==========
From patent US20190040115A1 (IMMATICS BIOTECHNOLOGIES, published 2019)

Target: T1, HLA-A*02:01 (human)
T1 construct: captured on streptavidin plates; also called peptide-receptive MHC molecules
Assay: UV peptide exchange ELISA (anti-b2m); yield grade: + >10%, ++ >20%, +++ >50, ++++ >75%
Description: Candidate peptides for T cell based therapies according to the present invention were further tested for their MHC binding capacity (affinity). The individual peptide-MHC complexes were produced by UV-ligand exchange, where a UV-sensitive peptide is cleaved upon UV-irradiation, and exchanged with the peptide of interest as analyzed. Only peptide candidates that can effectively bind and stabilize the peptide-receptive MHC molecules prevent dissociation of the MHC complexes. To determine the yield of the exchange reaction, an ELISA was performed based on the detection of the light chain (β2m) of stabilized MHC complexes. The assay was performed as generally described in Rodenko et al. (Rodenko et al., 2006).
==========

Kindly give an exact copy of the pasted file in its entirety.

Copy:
From patent US20190040115A1 (IMMATICS BIOTECHNOLOGIES, published 2019)

Target: T1, HLA-A*02:01 (human)
T1 construct: captured on streptavidin plates; also called peptide-receptive MHC molecules
Assay: UV peptide exchange ELISA (anti-b2m); yield grade: + >10%, ++ >20%, +++ >50, ++++ >75%
Description: Candidate peptides for T cell based therapies according to the present invention were further tested for their MHC binding capacity (affinity). The individual peptide-MHC complexes were produced by UV-ligand exchange, where a UV-sensitive peptide is cleaved upon UV-irradiation, and exchanged with the peptide of interest as analyzed. Only peptide candidates that can effectively bind and stabilize the peptide-receptive MHC molecules prevent dissociation of the MHC complexes. To determine the yield of the exchange reaction, an ELISA was performed based on the detection of the light chain (β2m) of stabilized MHC complexes. The assay was performed as generally described in Rodenko et al. (Rodenko et al., 2006).